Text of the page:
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IR35 - how will this affect you?

IR35 – what is it?

In April 2021 the government is introducing changes to IR35 legislation. This has been delayed a year, because of the pandemic.

IR35, or off-payroll working rules, were introduced in 2000. The rules are intended to ensure that contractors working through an ‘intermediary’ – usually a personal service company – pay broadly the same income tax and National Insurance Contributions (NIC) as an equivalent employee.

An intermediary will usually be the worker’s own personal service company, but could also be any of the following:

  • a partnership

  • a personal service company

  • an individual

HMRC believe that a large proportion of private sector contractors, potentially are in fact ‘disguised employees’. These individuals are incorrectly describing themselves as ‘self-employed’.

Self-employed individuals and employees are treated differently for income tax and NIC, with some significant differences in the contributions made.

HMRC want to ensure that where there are individuals working side by side in the same (or similar) roles to a self-employed contractor they are treated equally in regard to tax and NI liabilities.

IR35 rules have been in existence since 2017 in the public sector, and from 6th April 2021, these changes will be extended to the private sector.

The changes impact medium and large-sized private sector businesses, who will be responsible for determining the employment status of a contractor’s assignment, deducting any employment taxes due and paying any tax owed to HMRC.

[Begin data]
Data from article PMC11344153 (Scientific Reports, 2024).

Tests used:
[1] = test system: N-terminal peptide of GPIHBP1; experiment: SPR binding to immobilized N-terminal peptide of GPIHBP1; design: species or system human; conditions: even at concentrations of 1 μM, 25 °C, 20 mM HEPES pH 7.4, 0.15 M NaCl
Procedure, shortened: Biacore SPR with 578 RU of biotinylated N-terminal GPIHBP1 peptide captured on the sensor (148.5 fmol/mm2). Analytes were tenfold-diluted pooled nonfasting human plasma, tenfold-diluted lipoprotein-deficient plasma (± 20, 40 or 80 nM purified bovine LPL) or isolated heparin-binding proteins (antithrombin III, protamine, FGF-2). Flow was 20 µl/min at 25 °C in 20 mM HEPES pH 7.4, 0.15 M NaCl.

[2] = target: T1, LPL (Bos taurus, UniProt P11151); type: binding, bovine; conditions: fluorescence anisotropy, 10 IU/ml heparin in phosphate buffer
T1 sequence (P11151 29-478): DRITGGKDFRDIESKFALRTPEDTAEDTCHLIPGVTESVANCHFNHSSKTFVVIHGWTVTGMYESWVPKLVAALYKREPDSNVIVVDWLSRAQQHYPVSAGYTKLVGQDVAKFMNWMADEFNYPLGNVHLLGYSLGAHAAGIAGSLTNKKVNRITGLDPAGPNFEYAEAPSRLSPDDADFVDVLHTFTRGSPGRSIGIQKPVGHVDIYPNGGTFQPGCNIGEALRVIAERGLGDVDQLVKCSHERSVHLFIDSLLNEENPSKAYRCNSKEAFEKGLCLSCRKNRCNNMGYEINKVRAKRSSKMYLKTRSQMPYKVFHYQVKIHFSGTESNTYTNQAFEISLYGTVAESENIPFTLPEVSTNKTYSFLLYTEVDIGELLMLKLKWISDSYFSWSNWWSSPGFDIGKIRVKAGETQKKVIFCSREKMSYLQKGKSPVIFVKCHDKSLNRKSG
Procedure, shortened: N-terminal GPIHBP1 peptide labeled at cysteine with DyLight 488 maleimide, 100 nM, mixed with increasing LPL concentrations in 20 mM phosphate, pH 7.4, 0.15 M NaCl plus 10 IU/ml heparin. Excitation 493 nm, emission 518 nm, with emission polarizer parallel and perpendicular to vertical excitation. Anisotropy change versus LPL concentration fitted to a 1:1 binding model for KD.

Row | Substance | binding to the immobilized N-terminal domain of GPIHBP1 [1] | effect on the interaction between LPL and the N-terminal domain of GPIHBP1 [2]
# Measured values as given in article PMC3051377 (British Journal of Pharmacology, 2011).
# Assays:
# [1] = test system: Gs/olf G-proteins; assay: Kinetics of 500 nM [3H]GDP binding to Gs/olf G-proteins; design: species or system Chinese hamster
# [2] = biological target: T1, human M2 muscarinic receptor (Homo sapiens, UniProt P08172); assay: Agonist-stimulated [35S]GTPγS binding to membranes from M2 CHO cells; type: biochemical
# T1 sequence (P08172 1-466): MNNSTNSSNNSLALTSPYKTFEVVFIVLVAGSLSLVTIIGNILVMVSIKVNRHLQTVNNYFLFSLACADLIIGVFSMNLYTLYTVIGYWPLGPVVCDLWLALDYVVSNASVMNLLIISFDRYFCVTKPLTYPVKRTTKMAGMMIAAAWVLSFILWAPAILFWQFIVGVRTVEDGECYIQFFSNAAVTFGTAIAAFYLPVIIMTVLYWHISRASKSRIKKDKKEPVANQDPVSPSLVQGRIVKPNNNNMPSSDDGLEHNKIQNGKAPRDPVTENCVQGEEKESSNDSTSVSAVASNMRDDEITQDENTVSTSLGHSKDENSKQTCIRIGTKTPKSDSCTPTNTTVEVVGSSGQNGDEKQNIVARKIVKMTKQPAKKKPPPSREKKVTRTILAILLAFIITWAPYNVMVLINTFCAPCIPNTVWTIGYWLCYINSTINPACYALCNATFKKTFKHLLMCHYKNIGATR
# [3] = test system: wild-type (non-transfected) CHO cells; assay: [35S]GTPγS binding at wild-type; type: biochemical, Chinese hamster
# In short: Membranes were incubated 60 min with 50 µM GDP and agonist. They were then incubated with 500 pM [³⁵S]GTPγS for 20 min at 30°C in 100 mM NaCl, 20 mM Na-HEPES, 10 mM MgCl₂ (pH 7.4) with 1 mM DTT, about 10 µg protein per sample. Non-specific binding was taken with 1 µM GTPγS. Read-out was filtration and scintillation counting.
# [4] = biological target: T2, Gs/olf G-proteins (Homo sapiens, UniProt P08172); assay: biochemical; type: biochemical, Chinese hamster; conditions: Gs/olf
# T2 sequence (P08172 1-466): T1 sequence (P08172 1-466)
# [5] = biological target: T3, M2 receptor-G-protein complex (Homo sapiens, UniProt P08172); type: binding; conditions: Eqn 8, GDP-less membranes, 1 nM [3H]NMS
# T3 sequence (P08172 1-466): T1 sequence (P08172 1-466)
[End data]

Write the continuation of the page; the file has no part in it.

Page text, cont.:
Will the changes apply to all businesses?

No. Small businesses are exempt from the changes. These businesses are defined as meeting two or more of the following criteria:

  • Annual turnover is under £10.2 million

  • Balance sheet total is under £5.1 million

  • Under 50 employees

If the new rules apply the end user client will be responsible for determining if the work is within IR35 and will be responsible for notifying the person making the payment to the worker. They will also have to explain to the worker why they believe IR35 applies.

What should I do now?

If you fall within the definition of ‘small’ then you don’t need to make any changes, provided you meet the definition of small in any tax year.

If you are considered a medium or large organisation, please contact me for further information on what you should be reviewing before the changes are implemented.

We are a small business, so do we need to do anything?

Not in relation to IR35.

IR35 seeks to identify one person small businesses and apply a set of tests to determine if that individual is an employee, and should be subject to the same tax and NIC treatment as an employee.

It’s worth remembering that regardless of the written contract in place an external organisation can, and will, review the actual working nature of the working relationship, if this is challenged. With IR35 HMRC are looking at the tax and NIC treatment, but if a claim is made to an Employment Tribunal, the Tribunal will review the actual working relationship, rather than any documents or agreements that might be in place.

It is always good practice to review any self-employed contractor arrangements to ensure that the nature of the relationship is a true contractor arrangement.

If you require any advice on the status of a worker, employee or a self-employed contractor, or want to discuss a particular situation, please get in touch.

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